John Steinbeck's novel "Of Mice and Men"

720 words - 3 pages The novel Of Mice and Men by John Steinbeck is the book that has really made me enjoy it that much. It is really unusual because it made me think deeply about eh whole story. The story happened in Salinas Valley, California during the 20-centurt depressions. During those years, men traveled around and looked for any jobs they could find, leaving their families just to make money. Many companies went bankrupt. That was a time that had no hope or

Similar Essays

Prejudice In Steinbeck's Of Mice And Men

1112 words - 4 pages “Prejudice is a great time saver. You can form opinions without having to get the facts.” This quote, once said by E. B. White, excellently states what the novel, Of Mice and Men, is trying to clearly state. Of Mice and Men is a profound novel that has many things to teach society. This novel, written by John Steinbeck, reflects many flaws in the world today. It mirrors many of the characteristics that every human possesses. Prejudice is still a

Discrimination In Steinbeck's Of Mice And Men

881 words - 4 pages In the literary work Of Mice and Men, the reader is introduced to the ranch as a world of its own, within which prejudice plays a significant part. The characters in this novel act as a community in a world of their own, having no connections to any other type of society. A strong point, enforced through many examples in the book, is the constant ability of the stronger to overcome the weaker. The prejudices of the majority towards the minority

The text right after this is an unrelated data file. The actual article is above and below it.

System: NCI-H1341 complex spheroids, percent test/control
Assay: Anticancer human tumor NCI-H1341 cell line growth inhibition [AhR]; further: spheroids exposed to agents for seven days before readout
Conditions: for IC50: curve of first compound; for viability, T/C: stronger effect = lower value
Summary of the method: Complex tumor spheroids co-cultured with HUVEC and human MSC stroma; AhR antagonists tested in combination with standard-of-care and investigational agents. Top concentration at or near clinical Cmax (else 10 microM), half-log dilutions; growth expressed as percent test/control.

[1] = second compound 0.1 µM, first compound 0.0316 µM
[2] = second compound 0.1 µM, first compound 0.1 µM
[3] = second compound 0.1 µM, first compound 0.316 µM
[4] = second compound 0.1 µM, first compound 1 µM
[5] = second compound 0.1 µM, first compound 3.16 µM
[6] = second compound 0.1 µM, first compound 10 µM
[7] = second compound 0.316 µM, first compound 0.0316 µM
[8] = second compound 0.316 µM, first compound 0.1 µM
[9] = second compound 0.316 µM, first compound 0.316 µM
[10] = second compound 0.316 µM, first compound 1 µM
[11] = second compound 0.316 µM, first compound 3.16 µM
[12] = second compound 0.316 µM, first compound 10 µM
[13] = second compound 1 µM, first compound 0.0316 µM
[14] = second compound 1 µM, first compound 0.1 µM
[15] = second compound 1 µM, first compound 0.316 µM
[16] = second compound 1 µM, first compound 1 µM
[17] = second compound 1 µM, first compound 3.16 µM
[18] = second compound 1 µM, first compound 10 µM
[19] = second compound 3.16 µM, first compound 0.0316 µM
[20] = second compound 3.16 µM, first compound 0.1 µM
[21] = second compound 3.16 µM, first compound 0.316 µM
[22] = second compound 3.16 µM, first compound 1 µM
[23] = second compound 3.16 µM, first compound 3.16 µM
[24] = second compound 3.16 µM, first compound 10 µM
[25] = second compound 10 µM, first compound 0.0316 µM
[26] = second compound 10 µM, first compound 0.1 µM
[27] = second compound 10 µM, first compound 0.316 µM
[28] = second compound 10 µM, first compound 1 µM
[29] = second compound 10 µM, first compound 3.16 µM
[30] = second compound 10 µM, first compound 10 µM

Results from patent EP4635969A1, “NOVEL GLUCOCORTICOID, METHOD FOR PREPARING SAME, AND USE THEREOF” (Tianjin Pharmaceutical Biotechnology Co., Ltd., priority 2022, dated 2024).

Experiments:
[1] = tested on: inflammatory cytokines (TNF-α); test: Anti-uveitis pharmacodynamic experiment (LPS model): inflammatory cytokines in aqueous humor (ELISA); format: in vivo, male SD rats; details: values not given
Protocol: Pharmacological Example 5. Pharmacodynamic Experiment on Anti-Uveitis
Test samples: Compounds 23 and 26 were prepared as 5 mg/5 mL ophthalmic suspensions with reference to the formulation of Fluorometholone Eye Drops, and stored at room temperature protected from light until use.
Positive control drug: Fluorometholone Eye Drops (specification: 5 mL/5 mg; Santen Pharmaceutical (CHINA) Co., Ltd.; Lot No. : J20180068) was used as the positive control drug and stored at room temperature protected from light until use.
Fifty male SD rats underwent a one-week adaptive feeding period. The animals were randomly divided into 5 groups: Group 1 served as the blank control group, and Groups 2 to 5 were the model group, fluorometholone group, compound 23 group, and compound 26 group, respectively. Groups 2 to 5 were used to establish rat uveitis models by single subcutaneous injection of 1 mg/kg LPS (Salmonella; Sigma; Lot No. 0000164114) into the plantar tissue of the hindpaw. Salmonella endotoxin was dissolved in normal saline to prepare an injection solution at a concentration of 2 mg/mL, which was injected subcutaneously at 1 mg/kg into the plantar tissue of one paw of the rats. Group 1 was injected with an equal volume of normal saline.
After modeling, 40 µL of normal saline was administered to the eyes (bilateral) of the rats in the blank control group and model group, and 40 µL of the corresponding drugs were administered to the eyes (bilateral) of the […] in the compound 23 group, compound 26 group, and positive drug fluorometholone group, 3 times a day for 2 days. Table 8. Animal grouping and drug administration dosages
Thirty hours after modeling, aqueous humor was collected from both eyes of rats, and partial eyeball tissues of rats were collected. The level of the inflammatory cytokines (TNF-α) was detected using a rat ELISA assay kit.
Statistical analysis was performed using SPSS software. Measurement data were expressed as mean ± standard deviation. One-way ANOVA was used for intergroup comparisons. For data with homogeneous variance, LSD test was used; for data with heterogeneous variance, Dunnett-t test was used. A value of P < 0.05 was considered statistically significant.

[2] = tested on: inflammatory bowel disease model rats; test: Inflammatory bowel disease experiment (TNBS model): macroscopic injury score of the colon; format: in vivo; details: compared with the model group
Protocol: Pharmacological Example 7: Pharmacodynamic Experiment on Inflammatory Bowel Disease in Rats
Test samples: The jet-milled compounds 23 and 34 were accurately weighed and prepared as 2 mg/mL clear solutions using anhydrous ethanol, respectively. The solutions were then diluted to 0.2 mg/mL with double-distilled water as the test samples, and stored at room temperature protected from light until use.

Steinbeck's Of Mice And Men Essay

1895 words - 8 pages Of Mice and MenLoneliness is a basic part of human life. Every one becomes lonely once in a while but in Steinbeck's novella "Of Mice and Men", he illustrates the loneliness of ranch life in the early 1930's and shows how people are driven to try and find friendship in order to escape from loneliness. "A guy goes nuts if he aint got nobody. Don't matter no difference who the guy is, long's he's with you. I tell ya a guy gets too lonely an' he

Lennie And George In John Steinbeck's Of Mice And Men

1628 words - 7 pages . Griesbach, Daniel. "Reduced to Nothing: Race, Lynching, and Erasure in the Theater Revision of Steinbeck's Of Mice and Men." The Essential Criticism of John Steinbeck's Of Mice and Men. Ed. Michael J. Meyer. Lanham, Md.: Scarecrow Press, 2009. 253-275. Rpt. in Drama Criticism. Ed. Marie C. Toft. Vol. 46. Detroit: Gale, 2012. Literature Resources from Gale. Web. 15 Apr. 2014. Jones, James Earl. "Foreword to Of Mice and Men, a Play in Three Acts; and